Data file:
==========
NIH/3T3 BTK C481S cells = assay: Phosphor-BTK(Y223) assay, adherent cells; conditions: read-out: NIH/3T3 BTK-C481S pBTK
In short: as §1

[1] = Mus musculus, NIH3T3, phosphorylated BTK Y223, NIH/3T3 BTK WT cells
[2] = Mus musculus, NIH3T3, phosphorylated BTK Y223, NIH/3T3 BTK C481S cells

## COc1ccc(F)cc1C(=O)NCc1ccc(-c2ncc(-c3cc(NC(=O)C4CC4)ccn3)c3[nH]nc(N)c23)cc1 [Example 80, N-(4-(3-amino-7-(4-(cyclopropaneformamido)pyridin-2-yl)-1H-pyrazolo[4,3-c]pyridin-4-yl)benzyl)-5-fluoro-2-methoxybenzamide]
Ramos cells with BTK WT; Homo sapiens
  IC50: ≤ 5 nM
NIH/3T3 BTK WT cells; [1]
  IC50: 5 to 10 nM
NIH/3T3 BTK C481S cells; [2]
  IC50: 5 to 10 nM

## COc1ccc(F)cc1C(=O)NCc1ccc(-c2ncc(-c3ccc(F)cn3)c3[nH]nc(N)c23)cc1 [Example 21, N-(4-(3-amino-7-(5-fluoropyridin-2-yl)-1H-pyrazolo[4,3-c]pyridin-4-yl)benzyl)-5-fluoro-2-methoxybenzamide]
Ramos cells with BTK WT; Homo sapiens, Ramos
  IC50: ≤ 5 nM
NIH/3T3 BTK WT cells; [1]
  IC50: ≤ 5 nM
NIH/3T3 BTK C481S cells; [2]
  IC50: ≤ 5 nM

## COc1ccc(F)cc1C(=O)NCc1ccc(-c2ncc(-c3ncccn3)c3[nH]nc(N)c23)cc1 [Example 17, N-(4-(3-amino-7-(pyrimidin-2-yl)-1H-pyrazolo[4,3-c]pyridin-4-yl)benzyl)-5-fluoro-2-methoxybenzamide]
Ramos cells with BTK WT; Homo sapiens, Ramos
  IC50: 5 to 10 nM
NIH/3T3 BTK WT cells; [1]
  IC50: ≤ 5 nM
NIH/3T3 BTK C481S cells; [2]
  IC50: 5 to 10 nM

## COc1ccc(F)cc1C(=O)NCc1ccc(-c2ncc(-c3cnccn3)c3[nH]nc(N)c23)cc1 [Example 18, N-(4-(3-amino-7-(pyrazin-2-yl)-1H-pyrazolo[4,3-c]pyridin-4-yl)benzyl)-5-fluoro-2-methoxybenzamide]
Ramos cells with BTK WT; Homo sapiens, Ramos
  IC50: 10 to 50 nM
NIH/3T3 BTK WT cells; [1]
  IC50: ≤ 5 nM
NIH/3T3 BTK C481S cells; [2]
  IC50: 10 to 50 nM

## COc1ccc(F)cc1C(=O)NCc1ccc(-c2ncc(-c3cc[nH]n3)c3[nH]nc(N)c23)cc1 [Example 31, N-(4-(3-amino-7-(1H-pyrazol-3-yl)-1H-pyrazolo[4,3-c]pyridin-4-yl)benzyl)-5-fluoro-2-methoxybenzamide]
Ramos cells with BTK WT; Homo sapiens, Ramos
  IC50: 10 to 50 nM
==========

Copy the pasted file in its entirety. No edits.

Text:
NIH/3T3 BTK C481S cells = assay: Phosphor-BTK(Y223) assay, adherent cells; conditions: read-out: NIH/3T3 BTK-C481S pBTK
In short: as §1

[1] = Mus musculus, NIH3T3, phosphorylated BTK Y223, NIH/3T3 BTK WT cells
[2] = Mus musculus, NIH3T3, phosphorylated BTK Y223, NIH/3T3 BTK C481S cells

## COc1ccc(F)cc1C(=O)NCc1ccc(-c2ncc(-c3cc(NC(=O)C4CC4)ccn3)c3[nH]nc(N)c23)cc1 [Example 80, N-(4-(3-amino-7-(4-(cyclopropaneformamido)pyridin-2-yl)-1H-pyrazolo[4,3-c]pyridin-4-yl)benzyl)-5-fluoro-2-methoxybenzamide]
Ramos cells with BTK WT; Homo sapiens
  IC50: ≤ 5 nM
NIH/3T3 BTK WT cells; [1]
  IC50: 5 to 10 nM
NIH/3T3 BTK C481S cells; [2]
  IC50: 5 to 10 nM

## COc1ccc(F)cc1C(=O)NCc1ccc(-c2ncc(-c3ccc(F)cn3)c3[nH]nc(N)c23)cc1 [Example 21, N-(4-(3-amino-7-(5-fluoropyridin-2-yl)-1H-pyrazolo[4,3-c]pyridin-4-yl)benzyl)-5-fluoro-2-methoxybenzamide]
Ramos cells with BTK WT; Homo sapiens, Ramos
  IC50: ≤ 5 nM
NIH/3T3 BTK WT cells; [1]
  IC50: ≤ 5 nM
NIH/3T3 BTK C481S cells; [2]
  IC50: ≤ 5 nM

## COc1ccc(F)cc1C(=O)NCc1ccc(-c2ncc(-c3ncccn3)c3[nH]nc(N)c23)cc1 [Example 17, N-(4-(3-amino-7-(pyrimidin-2-yl)-1H-pyrazolo[4,3-c]pyridin-4-yl)benzyl)-5-fluoro-2-methoxybenzamide]
Ramos cells with BTK WT; Homo sapiens, Ramos
  IC50: 5 to 10 nM
NIH/3T3 BTK WT cells; [1]
  IC50: ≤ 5 nM
NIH/3T3 BTK C481S cells; [2]
  IC50: 5 to 10 nM

## COc1ccc(F)cc1C(=O)NCc1ccc(-c2ncc(-c3cnccn3)c3[nH]nc(N)c23)cc1 [Example 18, N-(4-(3-amino-7-(pyrazin-2-yl)-1H-pyrazolo[4,3-c]pyridin-4-yl)benzyl)-5-fluoro-2-methoxybenzamide]
Ramos cells with BTK WT; Homo sapiens, Ramos
  IC50: 10 to 50 nM
NIH/3T3 BTK WT cells; [1]
  IC50: ≤ 5 nM
NIH/3T3 BTK C481S cells; [2]
  IC50: 10 to 50 nM

## COc1ccc(F)cc1C(=O)NCc1ccc(-c2ncc(-c3cc[nH]n3)c3[nH]nc(N)c23)cc1 [Example 31, N-(4-(3-amino-7-(1H-pyrazol-3-yl)-1H-pyrazolo[4,3-c]pyridin-4-yl)benzyl)-5-fluoro-2-methoxybenzamide]
Ramos cells with BTK WT; Homo sapiens, Ramos
  IC50: 10 to 50 nM